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Can Harvick win 3 in a row to claim title?

By JONATHAN INGRAM
The Sports Xchange

November 07. 2017 1:01AM

Monster Energy NASCAR Cup Series driver Kevin Harvick celebrates winning the AAA Texas 500 race at Texas Motor Speedway on Sunday. (Jerome Miron-USA TODAY Sports)



Martin Truex Jr. and Kyle Busch need to check their rearview mirrors.

Something might be gaining on them in the final stages of NASCAR’s playoffs — the Ford of Kevin Harvick.

The competition at Toyota may have new Camrys that have dominated on the 1.5-mile tracks, but Stewart-Haas Racing has the new Harvick as well as this year’s new deal with Ford. There seems to be less irony in Harvick’s nickname “Happy” these days and more grip for the Fords in the corners.

Yep, this is the same 2014 champion who has been known to push and shove after races, to dress down his pit crew to the bare bones and more lately to take a Zen-like “leave me alone” approach to what has been a stellar and combative career. An improved version of that guy is on the move, headed to the front with a head of steam as the playoffs draw down to the final two races.

Harvick caught leader Truex in the closing laps at the Texas Motor Speedway on Sunday in a finish best summed up as stunning.

Stewart-Haas Racing team owner Tony Stewart said expect more from the driver with a laser-like focus.

“I know Kevin, and I can tell watching his driving style, there’s something those other three guys that are going to make it to Homestead here in a couple weeks, they’ve got something to be worried about,” Stewart said. “I’ve seen this man when he gets locked in like this and he’s strong right now.”

As usual, a strong car and a strong driver go hand-in-hand. One suspects the SHR team has completely revised the mechanical grip of its Fords to get better traction versus the Toyotas. But maybe all the usual technical stuff is not the big story.

Harvick says his weekly radio show on NASCAR’s Sirius XM channel has given him a chance to let his hair down a bit, to kick back and enjoy sharing himself with guests and listeners. An intelligent driver with interesting opinions, the Bakersfield, Calif., native has chilled and perhaps found the happy medium between passion and anger.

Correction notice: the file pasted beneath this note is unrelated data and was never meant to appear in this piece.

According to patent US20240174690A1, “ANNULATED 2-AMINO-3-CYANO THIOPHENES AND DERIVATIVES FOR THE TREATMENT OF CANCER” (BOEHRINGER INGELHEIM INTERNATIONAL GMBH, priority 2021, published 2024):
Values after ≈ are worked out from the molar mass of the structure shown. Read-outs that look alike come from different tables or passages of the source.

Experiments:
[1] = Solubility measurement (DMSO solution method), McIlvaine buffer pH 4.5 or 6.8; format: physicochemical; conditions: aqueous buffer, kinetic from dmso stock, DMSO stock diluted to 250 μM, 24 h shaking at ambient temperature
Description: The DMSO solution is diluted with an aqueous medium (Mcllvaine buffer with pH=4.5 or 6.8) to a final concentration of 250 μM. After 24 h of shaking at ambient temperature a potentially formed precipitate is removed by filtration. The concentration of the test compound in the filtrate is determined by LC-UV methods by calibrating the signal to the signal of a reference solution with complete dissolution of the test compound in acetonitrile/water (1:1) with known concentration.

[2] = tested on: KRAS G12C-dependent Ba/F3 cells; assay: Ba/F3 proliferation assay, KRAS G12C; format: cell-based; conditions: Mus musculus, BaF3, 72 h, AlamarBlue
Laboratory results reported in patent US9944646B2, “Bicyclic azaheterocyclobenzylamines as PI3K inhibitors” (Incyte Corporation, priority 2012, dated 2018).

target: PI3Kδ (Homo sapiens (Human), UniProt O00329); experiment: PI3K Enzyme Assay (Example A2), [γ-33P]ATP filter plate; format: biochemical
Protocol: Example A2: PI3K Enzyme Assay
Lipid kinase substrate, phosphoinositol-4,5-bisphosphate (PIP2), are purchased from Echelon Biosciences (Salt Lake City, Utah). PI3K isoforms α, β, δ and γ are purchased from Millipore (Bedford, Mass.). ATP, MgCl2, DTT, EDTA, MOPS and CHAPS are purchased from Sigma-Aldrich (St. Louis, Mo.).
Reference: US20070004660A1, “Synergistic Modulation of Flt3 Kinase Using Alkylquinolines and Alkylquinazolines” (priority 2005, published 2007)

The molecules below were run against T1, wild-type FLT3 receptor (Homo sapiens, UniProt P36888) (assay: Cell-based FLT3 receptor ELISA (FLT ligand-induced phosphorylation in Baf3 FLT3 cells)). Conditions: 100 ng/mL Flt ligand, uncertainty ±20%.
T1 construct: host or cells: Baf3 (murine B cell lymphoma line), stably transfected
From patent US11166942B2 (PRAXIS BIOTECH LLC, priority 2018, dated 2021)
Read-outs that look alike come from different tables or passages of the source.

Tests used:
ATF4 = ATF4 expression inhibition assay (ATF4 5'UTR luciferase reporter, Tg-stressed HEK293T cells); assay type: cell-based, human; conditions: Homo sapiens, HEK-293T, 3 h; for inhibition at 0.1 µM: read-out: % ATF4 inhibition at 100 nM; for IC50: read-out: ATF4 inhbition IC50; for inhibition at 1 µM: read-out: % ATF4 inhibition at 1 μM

The passion for winning was evident as he hunted down Truex for a 37th career victory. It was his first victory at the Texas track and fans paid tribute by lining the fences afterward, a scene reminiscent of Harvick’s first career Monster Energy NASCAR Cup victory in Atlanta not long after replacing Dale Earnhardt, Sr. That post-race celebration in 2001 was in honor of No. 3. This one had everything to do with Harvick, whose firebrand ways are not unlike his predecessor at Richard Childress Racing.

Harvick has always been popular in Texas judging by fan club membership and souvenir sales, but thinks his radio show may have boosted fans’ appreciation.

“I think people for so many years, I’ve just missed that connection with them,” he said of the benefit of his gig on Tuesdays. “Really, it’s my fault, just in letting them see you’re a normal person, do normal things and love the sport.”

After a summer of doldrums fighting the Toyota onslaught led by Truex and Busch, the Ford team of SHR has come to life. The team has left behind the attitude that the Camrys have too much aerodynamic downforce on the intermediate 1.5-mile tracks to be able to beat them. SHR driver Kurt Busch broke Stewart’s relatively ancient pole record in qualifying with a lap of 200.915 mph on the 1.5-mile Texas track’s high banks. Harvick won the first stage and then closed the deal when it counted.

Always one to look to make adjustments such as with his newfound radio passion off the track, Harvick made a split-second re-calibration when it counted. He passed Truex on the outside in Turn 1 on a day when drivers had tried to hug the white line at the inside edge of the banking like it was a lifeline.

“He got a little bit loose, I slid up the racetrack, was able to have plenty of grip when I slid up the racetrack, put the throttle down,” Harvick said. “I was able to get beside him.” It was indeed the move of a determined driver in a high-performance mental zone. Harvick then stretched his lead over the final nine laps.

At one point earlier, Harvick got close to Truex bobbled himself in Turns 1 and 2, then had to chill for a lap or two before closing up again.

“The last 50 laps were definitely entertaining from the inside of the car just because of the fact that I had to get by (Joey Logano), I had to get by (Denny Hamlin),” he said. “Really lapped traffic helped me get to (Truex) quicker than I probably should have just because of the fact that he got held up a little bit. That allowed me to start seeing where his weaknesses were, adapted a little bit to the things that he was struggling with, trying to get into Turn 1 and to the center of the corner. I felt like that was his weakness.”

Everybody at the Texas facility, not just his fans, was keenly aware of the impact of Harvick’s come-from-behind victory. It not only vaulted him into the championship round at the Homestead-Miami Speedway, but also it confirmed his Ford can beat the Toyotas in a 1.5-mile track configuration like the one in Florida. It wasn’t a surprise, said Rodney Childers, crew chief for Harvick’s Fords.

“I feel like over the last two months we have done a good job of not settling, making our cars better, going racing,” Childers said. “The (heck) with everybody else. We need to worry about ourselves. If we give him the right tools on the racetrack, he’s going to win races with it.”


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